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RESEARCH PAPERS

Comparison of Sweep and Dihedral Effects on Compressor Cascade Performance

[+] Author and Article Information
T. Sasaki

Heavy Apparatus Engineering Laboratory, Toshiba Corporation, 2-4 Suehiro-cho, Tsurumi-ku, Yokohama, Kanagawa, 230 Japan

F. Breugelmans

Turbomachinery Department, von Karman Institute for Fluid Dynamics, Chaussée de Waterloo, 72, B-1640 Rhode-St-Genèse, Belgium

J. Turbomach 120(3), 454-463 (Jul 01, 1998) (10 pages) doi:10.1115/1.2841738 History: Received February 01, 1997; Online January 29, 2008

Abstract

The influence of two stacking lines, namely sweep and dihedral, has been investigated in a linear compressor cascade. Both types of blade considered are symmetric about midspan and consist of a straight central section with either swept or dihedral sections toward the endwalls. Two types of experiment have been carried out. First, a parametric study was performed by changing both the magnitude and the extent of the sweep or dihedral. In the case of swept blades, those with forward sweep (SWF), for which the stacking line is swept in the upstream direction toward the endwall, were found to have better performance than backward-swept blades. Subsequently, four sets of SWFs were compared. In the case of dihedral blades, it is well known that the dihedral is advantageous when the angle between the suction surface and the endwall is obtuse, i.e., positive dihedral. Thus, four sets of positive dihedral blades (DHP) were compared. In both SWF and DHP blades, those configurations that have better efficiency than straight blades were determined. Second, detailed three-dimensional measurements inside the blade passage were performed in the cases that showed the best performance in the parametric study. Both SWF and DHP showed significant effects on the flowfield. In the SWF case, a vortex, which has the opposite sense to the passage vortex, was observed in the forward portion inside the blade passage. This vortex supplies high-energy fluid to the endwall region and reduces the corner stall. The secondary flow is greatly reduced. In the DHP, the blade loading was reduced at the endwall and increased at the midspan. Reduction of the corner stall and the secondary flow was also observed.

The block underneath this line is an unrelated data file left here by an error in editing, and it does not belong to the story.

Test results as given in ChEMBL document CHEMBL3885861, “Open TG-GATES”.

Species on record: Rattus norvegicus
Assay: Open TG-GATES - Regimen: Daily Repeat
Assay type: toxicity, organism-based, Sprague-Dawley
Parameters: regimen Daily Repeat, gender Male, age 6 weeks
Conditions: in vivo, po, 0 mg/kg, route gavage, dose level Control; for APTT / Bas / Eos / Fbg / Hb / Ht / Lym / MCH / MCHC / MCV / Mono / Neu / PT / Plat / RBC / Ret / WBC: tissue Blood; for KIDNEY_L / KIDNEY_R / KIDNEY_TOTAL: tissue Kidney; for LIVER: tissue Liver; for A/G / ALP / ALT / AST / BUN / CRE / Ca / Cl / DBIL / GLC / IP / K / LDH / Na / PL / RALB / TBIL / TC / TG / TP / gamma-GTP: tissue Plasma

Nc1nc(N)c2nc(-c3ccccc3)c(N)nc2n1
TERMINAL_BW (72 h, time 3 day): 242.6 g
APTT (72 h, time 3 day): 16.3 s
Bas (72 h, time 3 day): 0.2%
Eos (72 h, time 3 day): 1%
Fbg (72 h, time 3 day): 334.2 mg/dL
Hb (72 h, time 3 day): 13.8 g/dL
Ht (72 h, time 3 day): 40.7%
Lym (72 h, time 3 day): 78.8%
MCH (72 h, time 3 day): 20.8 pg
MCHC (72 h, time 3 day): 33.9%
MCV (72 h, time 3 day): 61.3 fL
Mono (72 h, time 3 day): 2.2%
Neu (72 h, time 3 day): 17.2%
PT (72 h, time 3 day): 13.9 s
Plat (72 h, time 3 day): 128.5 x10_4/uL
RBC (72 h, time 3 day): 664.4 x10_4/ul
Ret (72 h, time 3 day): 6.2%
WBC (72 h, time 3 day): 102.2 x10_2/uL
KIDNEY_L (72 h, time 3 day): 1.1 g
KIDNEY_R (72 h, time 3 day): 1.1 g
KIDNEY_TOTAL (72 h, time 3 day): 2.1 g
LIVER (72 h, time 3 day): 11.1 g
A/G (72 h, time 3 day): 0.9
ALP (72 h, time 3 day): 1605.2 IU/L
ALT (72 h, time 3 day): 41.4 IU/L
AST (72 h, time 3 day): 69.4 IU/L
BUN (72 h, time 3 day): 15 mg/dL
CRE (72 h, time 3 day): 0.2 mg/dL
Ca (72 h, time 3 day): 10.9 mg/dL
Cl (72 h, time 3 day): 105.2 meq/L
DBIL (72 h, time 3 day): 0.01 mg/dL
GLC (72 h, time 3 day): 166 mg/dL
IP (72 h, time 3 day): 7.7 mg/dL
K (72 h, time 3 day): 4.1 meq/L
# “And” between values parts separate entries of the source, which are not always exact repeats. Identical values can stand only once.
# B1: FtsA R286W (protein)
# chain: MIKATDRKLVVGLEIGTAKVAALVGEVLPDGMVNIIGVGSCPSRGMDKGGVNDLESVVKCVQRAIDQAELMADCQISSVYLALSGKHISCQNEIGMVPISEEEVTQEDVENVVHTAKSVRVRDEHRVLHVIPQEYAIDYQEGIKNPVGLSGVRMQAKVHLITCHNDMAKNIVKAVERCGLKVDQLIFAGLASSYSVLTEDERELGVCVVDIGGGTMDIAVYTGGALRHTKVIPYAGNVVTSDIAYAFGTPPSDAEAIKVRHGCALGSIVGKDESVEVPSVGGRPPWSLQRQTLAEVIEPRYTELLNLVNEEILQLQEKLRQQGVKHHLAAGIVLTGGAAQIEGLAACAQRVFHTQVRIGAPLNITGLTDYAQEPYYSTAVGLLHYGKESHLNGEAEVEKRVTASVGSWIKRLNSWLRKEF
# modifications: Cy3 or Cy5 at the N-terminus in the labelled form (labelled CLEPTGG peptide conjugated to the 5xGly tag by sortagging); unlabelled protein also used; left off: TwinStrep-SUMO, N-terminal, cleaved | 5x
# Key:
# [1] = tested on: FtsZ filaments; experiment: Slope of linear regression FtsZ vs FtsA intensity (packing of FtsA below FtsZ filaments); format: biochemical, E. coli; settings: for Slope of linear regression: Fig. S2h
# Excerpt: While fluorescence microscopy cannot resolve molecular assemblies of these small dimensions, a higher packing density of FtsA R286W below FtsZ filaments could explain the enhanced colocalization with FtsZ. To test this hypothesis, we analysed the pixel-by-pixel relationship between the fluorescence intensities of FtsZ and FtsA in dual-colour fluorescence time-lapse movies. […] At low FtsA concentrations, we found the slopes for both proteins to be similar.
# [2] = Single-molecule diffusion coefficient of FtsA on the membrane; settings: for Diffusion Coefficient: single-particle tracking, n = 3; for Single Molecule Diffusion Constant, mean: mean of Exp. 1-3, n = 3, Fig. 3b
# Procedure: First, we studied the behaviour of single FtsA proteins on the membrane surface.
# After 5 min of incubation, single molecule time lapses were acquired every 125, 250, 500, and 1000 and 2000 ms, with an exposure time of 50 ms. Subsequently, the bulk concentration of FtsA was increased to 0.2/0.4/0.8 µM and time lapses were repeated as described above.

Copyright © 1998 by The American Society of Mechanical Engineers
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